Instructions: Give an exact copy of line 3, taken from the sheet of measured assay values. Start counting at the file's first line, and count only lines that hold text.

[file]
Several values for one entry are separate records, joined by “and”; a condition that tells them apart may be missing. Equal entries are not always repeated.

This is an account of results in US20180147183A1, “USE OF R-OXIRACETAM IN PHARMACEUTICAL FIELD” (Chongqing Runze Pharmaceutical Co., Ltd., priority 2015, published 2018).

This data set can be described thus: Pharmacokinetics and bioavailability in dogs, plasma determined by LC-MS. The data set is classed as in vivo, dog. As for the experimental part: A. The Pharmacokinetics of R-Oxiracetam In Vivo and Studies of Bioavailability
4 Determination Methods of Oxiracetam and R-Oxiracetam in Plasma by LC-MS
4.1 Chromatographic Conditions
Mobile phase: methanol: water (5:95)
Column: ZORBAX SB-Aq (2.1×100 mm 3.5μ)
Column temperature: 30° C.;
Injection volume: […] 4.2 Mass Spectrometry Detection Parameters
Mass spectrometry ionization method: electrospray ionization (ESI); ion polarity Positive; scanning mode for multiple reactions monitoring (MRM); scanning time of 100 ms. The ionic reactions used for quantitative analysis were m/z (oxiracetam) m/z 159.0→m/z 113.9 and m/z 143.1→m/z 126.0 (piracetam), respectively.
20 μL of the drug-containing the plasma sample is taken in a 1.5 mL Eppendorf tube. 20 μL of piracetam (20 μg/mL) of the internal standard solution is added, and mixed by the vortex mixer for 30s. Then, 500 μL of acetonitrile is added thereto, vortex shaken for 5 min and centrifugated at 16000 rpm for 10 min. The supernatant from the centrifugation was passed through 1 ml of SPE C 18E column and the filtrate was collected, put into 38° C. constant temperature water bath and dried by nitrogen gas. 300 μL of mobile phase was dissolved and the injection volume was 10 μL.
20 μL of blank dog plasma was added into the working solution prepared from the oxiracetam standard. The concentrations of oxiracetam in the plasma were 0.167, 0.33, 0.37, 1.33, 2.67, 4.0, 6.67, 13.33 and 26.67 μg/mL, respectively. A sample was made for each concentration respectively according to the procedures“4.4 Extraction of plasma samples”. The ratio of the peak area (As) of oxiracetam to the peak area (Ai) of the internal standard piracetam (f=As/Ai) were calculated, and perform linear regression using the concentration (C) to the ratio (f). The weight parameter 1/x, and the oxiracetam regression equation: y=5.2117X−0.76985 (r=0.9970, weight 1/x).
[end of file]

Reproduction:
This data set can be described thus: Pharmacokinetics and bioavailability in dogs, plasma determined by LC-MS. The data set is classed as in vivo, dog. As for the experimental part: A. The Pharmacokinetics of R-Oxiracetam In Vivo and Studies of Bioavailability